Stress HeadacheFive Nail Conditions—And What They Say About Our Health

When most of us think of nails, we think of picking a manicure color. But to doctors, the nails can reveal tons about our internal health. We spoke to a host of experts about what our nails are trying to tell us—and how to listen. According to integrative medicine doctor, Dr. Taz Bhatia, “the key health signs of your nails include overall nail strength—i.e. do they break or split easily, and their color.” Our nails can send clues not just about how we’ve been treating them (one too many gel manicures) but sometimes also hint at our internal health as well. These are some of the “symptoms” to keep an eye on when it comes to your nails and your overall health—and though it might be tempting to self-diagnose, we recommend always discussing any changes to your routine, or supplements with a doctor.

Weak/Brittle

Weak or brittle nails are nails that are prone to cracking easily. The formal name for this condition is Onychoschizia, and it is most common in women. “Weak or brittle nails are consistent with protein deficiency, low zinc levels, and low vitamin c levels,” says Dr. Taz. They can also, however, just be connected to aging—“nails weaken as we age,” explains board-certified dermatologist Dr. Ranella Hirsch. Brittle nails can also point to an under-active thyroid, Hirsch explains, so if they’re a continual struggle for you, you’ll want to see your physician and get your thyroid levels checked! On the external front, Hirsch explains, brittle nails can result from “overdoing nail treatments, stripping them (e.g. pulling acrylics), or over washing hands. When nails get wet over and over it can cause brittleness. One trip? Wear gloves when washing the dishes.

White Spots

White spots on the nails (also called leukonychia). In many cases, it’s not only common, but also totally harmless. However, they can also result from fungal infection or mineral deficiency, and sometimes correspond with deficiencies in zinc or calcium. But it’s worth consulting a doctor and having bloodwork done before taking supplements.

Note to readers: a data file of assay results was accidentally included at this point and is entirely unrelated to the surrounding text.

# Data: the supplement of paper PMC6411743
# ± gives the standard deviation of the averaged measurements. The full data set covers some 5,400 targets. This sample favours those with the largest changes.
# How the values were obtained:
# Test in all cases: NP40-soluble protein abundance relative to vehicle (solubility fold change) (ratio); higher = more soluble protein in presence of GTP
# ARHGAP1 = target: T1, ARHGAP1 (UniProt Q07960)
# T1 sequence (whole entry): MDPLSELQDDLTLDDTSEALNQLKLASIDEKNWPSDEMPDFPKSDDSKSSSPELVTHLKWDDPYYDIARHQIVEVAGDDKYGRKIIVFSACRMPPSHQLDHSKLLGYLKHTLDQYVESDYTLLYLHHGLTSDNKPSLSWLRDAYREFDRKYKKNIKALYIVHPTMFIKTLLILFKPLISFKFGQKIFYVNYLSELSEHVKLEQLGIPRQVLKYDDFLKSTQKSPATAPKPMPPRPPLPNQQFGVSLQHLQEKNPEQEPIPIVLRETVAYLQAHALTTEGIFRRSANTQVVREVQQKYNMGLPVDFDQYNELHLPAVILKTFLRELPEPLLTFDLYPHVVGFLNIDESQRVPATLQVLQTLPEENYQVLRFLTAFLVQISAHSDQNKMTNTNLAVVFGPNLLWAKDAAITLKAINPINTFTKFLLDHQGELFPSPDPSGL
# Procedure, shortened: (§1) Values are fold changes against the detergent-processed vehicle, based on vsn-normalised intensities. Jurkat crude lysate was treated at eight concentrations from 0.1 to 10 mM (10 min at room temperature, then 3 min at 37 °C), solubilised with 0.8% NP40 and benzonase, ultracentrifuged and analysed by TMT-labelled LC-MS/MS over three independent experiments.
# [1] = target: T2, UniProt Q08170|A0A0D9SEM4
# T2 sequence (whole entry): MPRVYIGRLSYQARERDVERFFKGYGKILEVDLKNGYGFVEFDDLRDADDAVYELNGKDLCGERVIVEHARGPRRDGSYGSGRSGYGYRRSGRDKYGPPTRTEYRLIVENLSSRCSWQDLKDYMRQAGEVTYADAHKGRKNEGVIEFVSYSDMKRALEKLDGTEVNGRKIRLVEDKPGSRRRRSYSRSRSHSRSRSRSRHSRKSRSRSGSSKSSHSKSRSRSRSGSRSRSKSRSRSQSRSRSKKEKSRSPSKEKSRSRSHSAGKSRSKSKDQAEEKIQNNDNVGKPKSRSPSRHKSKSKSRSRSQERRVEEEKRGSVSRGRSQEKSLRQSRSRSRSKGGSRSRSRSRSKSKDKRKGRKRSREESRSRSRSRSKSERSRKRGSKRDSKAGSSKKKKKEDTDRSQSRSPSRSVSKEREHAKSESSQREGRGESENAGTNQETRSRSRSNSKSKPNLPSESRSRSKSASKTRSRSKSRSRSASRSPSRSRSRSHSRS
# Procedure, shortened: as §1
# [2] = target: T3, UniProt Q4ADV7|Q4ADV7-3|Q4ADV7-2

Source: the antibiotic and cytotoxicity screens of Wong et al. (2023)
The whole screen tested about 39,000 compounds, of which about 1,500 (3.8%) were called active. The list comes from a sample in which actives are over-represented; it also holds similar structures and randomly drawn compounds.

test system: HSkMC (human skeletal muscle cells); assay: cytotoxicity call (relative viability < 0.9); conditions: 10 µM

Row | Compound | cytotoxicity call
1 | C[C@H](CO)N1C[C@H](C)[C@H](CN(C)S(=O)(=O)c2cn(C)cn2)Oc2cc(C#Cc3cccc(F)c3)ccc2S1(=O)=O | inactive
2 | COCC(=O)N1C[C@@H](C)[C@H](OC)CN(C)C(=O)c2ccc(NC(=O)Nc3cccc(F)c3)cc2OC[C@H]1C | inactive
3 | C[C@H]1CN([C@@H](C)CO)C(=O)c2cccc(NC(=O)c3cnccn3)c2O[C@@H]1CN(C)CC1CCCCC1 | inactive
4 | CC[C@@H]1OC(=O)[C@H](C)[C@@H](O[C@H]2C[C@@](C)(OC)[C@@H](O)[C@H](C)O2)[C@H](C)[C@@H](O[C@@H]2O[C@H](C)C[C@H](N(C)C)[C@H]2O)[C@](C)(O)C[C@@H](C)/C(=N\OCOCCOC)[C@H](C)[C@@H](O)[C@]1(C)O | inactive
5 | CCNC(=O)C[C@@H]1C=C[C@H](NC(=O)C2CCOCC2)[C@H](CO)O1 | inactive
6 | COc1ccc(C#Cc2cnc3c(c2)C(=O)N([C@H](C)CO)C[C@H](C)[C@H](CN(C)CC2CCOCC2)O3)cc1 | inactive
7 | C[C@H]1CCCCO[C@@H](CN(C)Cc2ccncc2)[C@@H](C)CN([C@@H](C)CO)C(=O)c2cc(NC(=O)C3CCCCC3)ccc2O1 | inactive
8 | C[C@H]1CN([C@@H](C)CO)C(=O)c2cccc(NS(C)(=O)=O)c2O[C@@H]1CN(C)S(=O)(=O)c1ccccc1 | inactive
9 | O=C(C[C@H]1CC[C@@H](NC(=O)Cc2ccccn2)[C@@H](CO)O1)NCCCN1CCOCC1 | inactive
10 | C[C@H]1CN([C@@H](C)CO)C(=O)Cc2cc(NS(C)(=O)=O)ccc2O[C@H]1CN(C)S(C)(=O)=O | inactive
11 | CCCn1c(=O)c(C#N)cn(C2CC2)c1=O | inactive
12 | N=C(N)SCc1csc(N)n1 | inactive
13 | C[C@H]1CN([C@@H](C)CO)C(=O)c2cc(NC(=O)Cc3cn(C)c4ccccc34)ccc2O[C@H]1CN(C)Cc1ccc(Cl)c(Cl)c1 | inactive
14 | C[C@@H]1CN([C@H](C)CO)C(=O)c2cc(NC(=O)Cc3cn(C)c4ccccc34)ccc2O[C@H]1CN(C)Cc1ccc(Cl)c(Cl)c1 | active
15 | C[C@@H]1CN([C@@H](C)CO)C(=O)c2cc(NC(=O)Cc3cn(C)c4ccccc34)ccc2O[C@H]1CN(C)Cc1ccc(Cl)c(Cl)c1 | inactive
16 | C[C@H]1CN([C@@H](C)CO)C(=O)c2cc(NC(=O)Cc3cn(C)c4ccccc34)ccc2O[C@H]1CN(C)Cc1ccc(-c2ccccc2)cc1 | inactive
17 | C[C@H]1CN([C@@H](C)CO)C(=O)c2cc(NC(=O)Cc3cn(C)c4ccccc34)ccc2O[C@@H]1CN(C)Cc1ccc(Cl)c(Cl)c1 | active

Yellowing

Yellowing nails can be caused by fungal infections, but they can also point to internal conditions like diabetes, psoriasis, and thyroid disease, Dr. Hirsch says. Yet, yellowing nails can also be caused simply from the use of nail polish. Make sure to go to nail salons with top-notch hygiene practices where there is low risk for things like fungal infections being spread. Hirsch recommends consulting a dermatologist to make sure you accurately pinpoint why your nails are yellowing.

Dark Lines

Black, red, or brown lines—also called splinter hemorrhages, can occur as a result of blood vessel inflammation under the nail, and usually, will disappear on their own as the nail grows. Sometimes, however, these lines can correspond with a host of internal issues—another reason it’s key to consult a professional and not rush to draw your own conclusions! These can include endocarditis (infection of the heart’s inner lining), psoriasis, lupus, infections and more.

Pitted Nails

Pitted nails, Hirsch explains, “appear as they sound–tiny pits in your nails like someone put a thumbtack through and made a divot.” These can be hereditary but can also result from eczema, psoriasis, or arthritis, and alopecia. Like so many other changes in nails’ appearances, pitting can also result from fungal infection in which case anti-fungal treatment can help.

These are just the tip of the iceberg when it comes to things our nails can tell us about our health. The topic is so dense that there are entire dermatological textbooks on it! So take care of your nails and if you have any questions or concerns, consult a board-certified dermatologist!